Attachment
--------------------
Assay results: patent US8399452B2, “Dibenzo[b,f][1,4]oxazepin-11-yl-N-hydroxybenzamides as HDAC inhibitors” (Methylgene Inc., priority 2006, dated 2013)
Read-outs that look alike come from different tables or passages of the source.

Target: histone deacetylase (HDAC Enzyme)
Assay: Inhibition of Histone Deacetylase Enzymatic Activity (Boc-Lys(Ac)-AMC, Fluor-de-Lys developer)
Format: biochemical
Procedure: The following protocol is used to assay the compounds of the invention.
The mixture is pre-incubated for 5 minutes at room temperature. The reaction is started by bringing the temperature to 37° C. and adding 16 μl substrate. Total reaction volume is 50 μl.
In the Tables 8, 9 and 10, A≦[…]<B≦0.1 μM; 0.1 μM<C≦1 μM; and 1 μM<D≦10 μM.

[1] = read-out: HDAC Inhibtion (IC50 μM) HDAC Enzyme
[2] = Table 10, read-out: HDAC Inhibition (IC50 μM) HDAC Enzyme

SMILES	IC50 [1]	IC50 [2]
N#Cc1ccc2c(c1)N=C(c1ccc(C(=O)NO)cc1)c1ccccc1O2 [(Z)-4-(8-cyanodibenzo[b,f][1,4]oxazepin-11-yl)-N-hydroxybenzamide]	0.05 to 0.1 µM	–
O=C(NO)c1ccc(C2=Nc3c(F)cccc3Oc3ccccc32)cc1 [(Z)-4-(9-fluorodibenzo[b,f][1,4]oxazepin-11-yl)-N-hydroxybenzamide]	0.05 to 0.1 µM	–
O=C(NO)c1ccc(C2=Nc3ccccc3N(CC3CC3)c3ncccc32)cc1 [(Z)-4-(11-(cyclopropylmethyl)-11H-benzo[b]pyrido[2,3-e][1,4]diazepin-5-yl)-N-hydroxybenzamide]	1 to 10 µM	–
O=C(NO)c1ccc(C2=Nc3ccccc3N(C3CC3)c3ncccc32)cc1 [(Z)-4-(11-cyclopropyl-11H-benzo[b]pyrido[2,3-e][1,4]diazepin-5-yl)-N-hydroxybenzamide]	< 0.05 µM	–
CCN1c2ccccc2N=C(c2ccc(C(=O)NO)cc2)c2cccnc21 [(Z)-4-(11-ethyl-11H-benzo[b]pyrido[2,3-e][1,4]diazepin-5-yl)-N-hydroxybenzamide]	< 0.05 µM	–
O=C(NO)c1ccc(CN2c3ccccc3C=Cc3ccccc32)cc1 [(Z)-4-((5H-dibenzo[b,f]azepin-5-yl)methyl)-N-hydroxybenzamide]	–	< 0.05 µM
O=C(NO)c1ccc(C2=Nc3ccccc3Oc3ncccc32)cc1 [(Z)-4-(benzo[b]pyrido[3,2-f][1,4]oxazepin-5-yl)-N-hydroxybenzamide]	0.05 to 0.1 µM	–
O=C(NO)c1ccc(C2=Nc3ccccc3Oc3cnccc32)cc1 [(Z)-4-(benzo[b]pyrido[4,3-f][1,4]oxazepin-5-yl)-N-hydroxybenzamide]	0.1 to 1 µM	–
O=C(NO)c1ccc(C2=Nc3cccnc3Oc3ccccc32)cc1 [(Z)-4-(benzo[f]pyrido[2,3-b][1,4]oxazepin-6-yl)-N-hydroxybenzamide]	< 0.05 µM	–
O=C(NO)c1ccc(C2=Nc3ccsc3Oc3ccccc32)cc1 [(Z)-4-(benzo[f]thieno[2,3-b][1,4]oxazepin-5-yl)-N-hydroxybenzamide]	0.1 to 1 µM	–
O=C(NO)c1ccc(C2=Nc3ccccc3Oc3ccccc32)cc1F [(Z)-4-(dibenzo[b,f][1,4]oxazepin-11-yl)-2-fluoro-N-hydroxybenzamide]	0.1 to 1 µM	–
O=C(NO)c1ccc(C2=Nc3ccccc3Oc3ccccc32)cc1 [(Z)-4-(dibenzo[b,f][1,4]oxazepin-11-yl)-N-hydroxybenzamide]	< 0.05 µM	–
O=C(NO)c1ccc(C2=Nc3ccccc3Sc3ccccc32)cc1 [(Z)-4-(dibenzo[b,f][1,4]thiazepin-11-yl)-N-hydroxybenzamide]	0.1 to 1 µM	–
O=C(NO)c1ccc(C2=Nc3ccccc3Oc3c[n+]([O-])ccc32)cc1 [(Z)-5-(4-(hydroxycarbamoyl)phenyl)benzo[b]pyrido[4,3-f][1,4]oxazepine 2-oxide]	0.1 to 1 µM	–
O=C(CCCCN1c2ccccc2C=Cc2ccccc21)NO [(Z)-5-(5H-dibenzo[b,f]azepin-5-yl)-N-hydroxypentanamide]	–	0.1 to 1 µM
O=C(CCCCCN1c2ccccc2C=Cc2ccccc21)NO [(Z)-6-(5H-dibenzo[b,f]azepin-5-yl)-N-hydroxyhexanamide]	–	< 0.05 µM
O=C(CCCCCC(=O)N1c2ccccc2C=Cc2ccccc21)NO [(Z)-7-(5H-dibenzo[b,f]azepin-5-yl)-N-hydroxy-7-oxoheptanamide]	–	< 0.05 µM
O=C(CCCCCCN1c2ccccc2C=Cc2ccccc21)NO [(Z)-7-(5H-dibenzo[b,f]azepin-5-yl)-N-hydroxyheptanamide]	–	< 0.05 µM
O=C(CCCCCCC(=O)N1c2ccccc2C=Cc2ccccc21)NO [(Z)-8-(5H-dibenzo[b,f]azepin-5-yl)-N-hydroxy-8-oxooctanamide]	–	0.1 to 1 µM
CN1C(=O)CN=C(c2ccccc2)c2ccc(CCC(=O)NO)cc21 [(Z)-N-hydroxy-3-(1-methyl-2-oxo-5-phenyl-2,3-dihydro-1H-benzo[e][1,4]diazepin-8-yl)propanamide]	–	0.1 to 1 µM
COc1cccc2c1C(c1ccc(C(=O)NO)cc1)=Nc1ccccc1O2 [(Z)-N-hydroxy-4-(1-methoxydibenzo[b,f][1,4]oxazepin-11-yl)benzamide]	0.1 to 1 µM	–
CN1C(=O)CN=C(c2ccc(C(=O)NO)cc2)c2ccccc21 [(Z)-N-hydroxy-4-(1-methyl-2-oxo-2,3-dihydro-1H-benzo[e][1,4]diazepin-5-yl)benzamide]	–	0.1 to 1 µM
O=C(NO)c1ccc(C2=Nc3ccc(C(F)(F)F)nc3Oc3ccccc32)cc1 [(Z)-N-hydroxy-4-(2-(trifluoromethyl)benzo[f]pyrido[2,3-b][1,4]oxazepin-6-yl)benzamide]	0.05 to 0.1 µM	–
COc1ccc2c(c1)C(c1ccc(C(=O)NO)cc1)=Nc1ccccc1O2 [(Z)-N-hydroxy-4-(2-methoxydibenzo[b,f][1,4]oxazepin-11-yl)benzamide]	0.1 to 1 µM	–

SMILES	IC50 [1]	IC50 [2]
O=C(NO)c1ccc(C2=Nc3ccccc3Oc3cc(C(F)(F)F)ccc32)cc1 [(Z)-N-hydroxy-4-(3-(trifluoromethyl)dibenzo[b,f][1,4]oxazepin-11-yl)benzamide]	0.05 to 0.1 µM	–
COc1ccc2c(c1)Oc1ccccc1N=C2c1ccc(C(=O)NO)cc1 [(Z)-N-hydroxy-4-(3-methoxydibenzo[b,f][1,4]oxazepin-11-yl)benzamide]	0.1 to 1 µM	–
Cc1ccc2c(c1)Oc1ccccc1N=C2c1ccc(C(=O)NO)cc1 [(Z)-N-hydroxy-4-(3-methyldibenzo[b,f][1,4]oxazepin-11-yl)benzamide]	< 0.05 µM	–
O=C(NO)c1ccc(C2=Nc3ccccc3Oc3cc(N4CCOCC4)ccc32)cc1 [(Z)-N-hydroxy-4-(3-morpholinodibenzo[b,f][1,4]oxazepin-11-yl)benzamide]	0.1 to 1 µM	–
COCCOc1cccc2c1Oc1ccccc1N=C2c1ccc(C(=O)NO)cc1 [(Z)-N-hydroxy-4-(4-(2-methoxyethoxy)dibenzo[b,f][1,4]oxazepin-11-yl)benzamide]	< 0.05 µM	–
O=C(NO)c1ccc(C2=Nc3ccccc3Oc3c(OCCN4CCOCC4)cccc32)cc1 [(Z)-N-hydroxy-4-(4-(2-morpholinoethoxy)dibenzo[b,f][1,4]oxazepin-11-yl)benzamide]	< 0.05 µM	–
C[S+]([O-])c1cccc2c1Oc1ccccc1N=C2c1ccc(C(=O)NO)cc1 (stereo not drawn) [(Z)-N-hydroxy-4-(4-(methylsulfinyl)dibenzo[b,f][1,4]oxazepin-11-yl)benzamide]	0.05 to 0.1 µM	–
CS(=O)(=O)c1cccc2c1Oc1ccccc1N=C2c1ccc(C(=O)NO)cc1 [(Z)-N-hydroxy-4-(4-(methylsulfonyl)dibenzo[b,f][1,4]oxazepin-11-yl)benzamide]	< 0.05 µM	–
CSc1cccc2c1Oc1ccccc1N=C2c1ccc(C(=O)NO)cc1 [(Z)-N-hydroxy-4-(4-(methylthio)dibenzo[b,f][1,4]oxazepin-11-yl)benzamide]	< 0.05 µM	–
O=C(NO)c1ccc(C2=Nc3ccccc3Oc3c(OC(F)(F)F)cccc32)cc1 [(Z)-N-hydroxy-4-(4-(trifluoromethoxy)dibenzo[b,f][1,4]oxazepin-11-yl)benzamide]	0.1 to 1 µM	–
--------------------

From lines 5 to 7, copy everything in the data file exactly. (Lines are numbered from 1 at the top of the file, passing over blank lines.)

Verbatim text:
Format: biochemical
Procedure: The following protocol is used to assay the compounds of the invention.
The mixture is pre-incubated for 5 minutes at room temperature. The reaction is started by bringing the temperature to 37° C. and adding 16 μl substrate. Total reaction volume is 50 μl.